PHILADELPHIA— As part of a growing movement against the practice of mountaintop removal coal mining, dozens staged a rally today at Philadelphia’s EPA Region 3 building. Those in attendance were asking the EPA to take immediate action to veto new Mountaintop removal (MTR) coal mining permits, which Region 3 is largely responsible for. The participants successfully met with EPA representative, Jeffrey Lapp, and delivered a letter to Shawn Garvin, the EPA’s regional administrator.
In recent months, the EPA has wavered in their position on mountaintop removal coal mining (MTR); in particular with the recent approval of the high profile Hobet 45 Mine permit. Philadelphia’s EPA has oversight of MTR permits for Virginia and West Virginia, which includes the Hobet 45 Mine. Philadelphia’s Region 3 EPA is considering 16 upcoming MTR permits and is responsible for the enforcement of the Clean Water Protection Act at existing MTR sites, which makes it a critical agent in ending the mining practice.
"As the body responsible for mine permits in Virginia and West Virginia, the Philadelphia EPA has a leadership role to play in ensuring the end of this outdated and egregious practice of blowing up whole mountains and contaminating drinking water for a very tiny amount of coal,” said Annie Sartor of the Rainforest Action Network, which organized the rally.
An increasing number of Americans oppose the practice of mountaintop removal coal mining, including a majority of Appalachians. Called the worst of the worst strip mining, the practice blows the tops off of whole mountains to scoop out the small seams of coal that lie beneath.
“With resounding scientific consensus against the practice, hundreds of mountains destroyed and thousands of miles of streams contaminated, the EPA can and must end mountaintop removal coal mining,” said Robin Markle, who helped organize today’s rally.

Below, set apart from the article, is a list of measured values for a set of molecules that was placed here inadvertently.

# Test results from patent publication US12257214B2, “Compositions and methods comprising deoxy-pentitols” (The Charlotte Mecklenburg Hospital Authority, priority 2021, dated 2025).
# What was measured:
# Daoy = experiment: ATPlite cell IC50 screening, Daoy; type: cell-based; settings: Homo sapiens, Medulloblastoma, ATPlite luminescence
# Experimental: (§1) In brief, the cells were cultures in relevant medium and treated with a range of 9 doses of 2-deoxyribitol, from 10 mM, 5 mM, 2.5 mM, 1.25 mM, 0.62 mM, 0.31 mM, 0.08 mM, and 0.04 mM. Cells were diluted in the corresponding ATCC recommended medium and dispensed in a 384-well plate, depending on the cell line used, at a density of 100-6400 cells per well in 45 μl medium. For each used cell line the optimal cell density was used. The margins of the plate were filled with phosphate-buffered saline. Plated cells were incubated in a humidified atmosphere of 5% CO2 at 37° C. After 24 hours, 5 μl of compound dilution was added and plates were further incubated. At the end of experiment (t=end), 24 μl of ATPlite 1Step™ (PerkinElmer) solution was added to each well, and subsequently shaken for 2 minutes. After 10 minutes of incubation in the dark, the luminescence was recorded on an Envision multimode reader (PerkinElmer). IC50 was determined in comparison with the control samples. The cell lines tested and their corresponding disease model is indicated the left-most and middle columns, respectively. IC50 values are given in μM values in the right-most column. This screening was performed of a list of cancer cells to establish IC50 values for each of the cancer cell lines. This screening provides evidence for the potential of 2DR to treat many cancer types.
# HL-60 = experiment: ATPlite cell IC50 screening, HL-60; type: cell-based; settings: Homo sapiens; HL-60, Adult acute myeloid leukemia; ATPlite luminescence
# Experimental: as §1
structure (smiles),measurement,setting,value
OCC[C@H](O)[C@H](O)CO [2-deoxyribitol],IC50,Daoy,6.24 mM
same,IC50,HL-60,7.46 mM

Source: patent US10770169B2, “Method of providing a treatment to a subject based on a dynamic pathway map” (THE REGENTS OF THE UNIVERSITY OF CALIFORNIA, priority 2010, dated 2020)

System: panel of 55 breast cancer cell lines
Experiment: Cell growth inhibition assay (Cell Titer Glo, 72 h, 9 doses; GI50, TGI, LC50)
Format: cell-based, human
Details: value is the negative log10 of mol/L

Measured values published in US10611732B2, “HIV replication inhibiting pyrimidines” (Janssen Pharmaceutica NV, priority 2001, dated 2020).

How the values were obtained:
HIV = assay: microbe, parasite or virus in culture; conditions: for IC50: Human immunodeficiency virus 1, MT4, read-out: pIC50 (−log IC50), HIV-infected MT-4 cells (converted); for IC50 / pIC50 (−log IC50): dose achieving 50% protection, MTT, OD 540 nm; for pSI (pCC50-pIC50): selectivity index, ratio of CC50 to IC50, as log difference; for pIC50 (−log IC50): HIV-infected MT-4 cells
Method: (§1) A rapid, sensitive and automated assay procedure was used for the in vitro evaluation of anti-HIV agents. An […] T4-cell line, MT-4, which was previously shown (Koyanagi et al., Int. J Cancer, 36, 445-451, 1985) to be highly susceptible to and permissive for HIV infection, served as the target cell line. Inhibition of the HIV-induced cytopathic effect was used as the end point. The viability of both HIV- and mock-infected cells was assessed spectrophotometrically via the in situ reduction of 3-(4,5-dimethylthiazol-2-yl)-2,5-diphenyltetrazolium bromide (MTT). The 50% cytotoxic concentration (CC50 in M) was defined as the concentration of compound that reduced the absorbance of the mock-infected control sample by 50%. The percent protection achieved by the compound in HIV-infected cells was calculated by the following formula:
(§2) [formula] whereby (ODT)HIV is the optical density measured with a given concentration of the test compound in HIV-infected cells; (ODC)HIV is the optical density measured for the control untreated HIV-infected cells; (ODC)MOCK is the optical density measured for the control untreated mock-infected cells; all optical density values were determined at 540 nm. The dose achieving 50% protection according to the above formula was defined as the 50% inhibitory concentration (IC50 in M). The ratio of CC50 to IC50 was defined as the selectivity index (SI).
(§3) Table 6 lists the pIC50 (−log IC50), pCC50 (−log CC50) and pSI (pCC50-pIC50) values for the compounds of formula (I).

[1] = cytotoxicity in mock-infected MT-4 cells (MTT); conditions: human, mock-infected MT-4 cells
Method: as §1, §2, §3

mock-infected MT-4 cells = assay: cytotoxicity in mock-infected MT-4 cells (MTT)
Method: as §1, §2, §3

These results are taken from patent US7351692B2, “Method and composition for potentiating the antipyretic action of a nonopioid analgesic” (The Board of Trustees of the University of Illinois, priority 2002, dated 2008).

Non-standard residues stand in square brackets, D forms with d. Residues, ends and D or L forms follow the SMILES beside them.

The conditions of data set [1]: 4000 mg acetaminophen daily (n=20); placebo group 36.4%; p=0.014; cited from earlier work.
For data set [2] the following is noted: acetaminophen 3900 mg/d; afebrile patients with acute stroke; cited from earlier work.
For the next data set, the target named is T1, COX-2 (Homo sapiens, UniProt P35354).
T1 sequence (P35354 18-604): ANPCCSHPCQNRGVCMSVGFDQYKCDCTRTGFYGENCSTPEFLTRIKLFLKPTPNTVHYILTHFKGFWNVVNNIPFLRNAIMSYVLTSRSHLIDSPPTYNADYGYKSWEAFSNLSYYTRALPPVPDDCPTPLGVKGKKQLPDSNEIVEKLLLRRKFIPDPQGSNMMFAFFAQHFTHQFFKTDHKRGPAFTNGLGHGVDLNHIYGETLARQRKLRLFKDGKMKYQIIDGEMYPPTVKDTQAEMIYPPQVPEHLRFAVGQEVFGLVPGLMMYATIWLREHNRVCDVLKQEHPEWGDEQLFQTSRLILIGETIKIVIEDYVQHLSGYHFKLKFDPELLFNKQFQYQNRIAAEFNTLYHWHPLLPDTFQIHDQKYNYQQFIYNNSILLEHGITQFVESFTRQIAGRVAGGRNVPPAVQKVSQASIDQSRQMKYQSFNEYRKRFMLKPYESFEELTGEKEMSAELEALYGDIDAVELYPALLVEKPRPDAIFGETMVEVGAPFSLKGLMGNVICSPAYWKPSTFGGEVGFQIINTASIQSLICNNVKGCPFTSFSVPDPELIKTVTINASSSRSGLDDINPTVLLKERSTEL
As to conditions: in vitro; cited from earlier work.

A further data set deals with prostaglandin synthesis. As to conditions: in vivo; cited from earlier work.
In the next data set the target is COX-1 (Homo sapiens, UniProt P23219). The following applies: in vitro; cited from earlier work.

A paper released by a dozen leading scientists last month in the journal Science, concluded that mountaintop coal mining is so destructive that the government should stop giving out new permits to do it. "The science is so overwhelming that the only conclusion that one can reach is that mountaintop mining needs to be stopped," said Margaret Palmer, a professor at the University of Maryland Center for Environmental Sciences and the study's lead author.
Mining companies are clear-cutting thousands of acres of some of the world's most biologically diverse forests, burying crucial headwaters streams and contaminating groundwater with toxic levels of heavy metals. According to the EPA, this destructive practice has damaged or destroyed nearly 2,000 miles of streams and threatens to destroy 1.4 million acres of forest by 2020.
Today’s rally was organized by Rainforest Action Network (RAN), Philly Against Coal and concerned Philadelphia residents. In conjunction with the rally in Philadelphia, RAN also organized a sit-in at the Atlanta Region 4 EPA offices.
Rainforest Action Network runs hard-hitting campaigns to break North America’s fossil fuels addiction, protect endangered forests and Indigenous rights, and stop destructive investments around the world through education, grassroots organizing, and non-violent direct action. For more information, please visit: www.ran.org